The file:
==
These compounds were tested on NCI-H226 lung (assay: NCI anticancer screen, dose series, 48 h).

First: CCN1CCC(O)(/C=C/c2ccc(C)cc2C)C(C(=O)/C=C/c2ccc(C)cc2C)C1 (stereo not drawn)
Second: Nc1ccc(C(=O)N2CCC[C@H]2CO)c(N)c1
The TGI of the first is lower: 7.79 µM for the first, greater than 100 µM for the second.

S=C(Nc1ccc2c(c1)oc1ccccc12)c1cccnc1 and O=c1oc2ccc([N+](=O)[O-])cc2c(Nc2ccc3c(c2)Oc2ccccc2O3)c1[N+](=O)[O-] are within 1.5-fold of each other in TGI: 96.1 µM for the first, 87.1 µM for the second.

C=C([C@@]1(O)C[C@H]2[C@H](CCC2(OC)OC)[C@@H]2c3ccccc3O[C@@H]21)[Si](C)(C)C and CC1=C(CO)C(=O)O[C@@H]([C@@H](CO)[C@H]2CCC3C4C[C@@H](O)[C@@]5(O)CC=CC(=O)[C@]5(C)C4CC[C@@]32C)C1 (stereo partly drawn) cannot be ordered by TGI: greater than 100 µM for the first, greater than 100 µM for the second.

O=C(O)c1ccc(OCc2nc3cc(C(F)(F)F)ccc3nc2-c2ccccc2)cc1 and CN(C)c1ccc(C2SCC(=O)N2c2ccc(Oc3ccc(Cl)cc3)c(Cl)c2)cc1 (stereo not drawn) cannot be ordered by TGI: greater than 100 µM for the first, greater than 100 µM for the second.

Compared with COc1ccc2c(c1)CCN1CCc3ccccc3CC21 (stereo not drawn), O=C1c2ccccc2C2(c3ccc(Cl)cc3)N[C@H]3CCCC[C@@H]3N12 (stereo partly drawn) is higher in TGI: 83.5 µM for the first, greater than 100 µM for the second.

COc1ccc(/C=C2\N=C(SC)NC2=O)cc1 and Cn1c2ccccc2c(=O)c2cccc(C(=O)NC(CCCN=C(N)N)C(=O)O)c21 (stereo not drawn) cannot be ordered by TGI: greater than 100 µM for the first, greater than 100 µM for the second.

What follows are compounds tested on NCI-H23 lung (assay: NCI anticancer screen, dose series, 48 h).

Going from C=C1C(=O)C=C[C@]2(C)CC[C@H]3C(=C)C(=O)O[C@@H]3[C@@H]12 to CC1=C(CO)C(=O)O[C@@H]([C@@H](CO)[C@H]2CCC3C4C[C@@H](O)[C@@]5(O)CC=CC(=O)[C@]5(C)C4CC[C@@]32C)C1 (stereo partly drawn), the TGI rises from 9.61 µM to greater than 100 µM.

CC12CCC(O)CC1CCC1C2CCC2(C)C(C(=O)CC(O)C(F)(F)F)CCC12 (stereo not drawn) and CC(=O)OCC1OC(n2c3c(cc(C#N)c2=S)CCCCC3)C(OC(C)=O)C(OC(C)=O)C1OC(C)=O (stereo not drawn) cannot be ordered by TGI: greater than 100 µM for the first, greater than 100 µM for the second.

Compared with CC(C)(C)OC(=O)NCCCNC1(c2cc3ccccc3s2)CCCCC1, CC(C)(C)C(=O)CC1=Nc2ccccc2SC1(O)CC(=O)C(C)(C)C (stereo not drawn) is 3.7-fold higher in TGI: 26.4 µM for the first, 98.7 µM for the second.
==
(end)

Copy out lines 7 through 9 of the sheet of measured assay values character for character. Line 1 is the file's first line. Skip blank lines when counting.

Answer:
O=C(O)c1ccc(OCc2nc3cc(C(F)(F)F)ccc3nc2-c2ccccc2)cc1 and CN(C)c1ccc(C2SCC(=O)N2c2ccc(Oc3ccc(Cl)cc3)c(Cl)c2)cc1 (stereo not drawn) cannot be ordered by TGI: greater than 100 µM for the first, greater than 100 µM for the second.

Compared with COc1ccc2c(c1)CCN1CCc3ccccc3CC21 (stereo not drawn), O=C1c2ccccc2C2(c3ccc(Cl)cc3)N[C@H]3CCCC[C@@H]3N12 (stereo partly drawn) is higher in TGI: 83.5 µM for the first, greater than 100 µM for the second.

COc1ccc(/C=C2\N=C(SC)NC2=O)cc1 and Cn1c2ccccc2c(=O)c2cccc(C(=O)NC(CCCN=C(N)N)C(=O)O)c21 (stereo not drawn) cannot be ordered by TGI: greater than 100 µM for the first, greater than 100 µM for the second.